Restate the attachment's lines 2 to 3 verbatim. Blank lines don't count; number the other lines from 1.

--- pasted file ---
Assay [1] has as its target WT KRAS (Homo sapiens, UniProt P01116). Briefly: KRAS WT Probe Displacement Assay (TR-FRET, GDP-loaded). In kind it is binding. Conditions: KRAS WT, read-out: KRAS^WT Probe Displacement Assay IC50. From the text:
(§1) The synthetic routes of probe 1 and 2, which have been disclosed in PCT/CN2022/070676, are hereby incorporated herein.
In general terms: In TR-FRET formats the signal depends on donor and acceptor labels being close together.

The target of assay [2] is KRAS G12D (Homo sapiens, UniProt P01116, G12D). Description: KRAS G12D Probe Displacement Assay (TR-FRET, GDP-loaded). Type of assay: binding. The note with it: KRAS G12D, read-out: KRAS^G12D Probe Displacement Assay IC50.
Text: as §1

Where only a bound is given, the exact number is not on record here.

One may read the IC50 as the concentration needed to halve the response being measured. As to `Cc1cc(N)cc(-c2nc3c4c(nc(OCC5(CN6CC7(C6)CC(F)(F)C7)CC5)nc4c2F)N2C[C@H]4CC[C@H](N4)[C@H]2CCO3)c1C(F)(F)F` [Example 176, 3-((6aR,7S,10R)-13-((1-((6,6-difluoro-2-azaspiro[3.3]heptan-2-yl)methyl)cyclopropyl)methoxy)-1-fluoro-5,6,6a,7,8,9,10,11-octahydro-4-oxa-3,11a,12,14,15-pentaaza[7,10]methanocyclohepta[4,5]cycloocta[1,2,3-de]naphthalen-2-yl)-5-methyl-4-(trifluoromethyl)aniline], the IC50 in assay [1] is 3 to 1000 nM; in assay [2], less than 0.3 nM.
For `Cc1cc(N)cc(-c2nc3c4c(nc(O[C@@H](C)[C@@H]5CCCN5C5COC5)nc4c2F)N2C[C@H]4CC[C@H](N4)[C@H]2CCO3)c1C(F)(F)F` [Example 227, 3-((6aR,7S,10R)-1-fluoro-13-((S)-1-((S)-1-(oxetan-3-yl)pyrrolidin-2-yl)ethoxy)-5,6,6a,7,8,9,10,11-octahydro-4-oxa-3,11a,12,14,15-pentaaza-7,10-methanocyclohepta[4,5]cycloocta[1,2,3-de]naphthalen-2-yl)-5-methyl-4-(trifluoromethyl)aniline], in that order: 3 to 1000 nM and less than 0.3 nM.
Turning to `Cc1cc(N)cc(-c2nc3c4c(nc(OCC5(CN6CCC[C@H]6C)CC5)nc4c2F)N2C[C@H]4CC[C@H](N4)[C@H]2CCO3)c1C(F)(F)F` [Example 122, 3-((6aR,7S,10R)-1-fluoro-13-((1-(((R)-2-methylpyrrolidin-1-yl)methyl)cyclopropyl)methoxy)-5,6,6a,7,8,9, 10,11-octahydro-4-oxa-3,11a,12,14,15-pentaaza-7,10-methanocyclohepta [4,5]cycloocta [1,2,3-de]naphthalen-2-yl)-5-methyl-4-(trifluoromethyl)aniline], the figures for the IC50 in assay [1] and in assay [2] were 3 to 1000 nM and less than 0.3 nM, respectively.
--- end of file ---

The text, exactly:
(§1) The synthetic routes of probe 1 and 2, which have been disclosed in PCT/CN2022/070676, are hereby incorporated herein.
In general terms: In TR-FRET formats the signal depends on donor and acceptor labels being close together.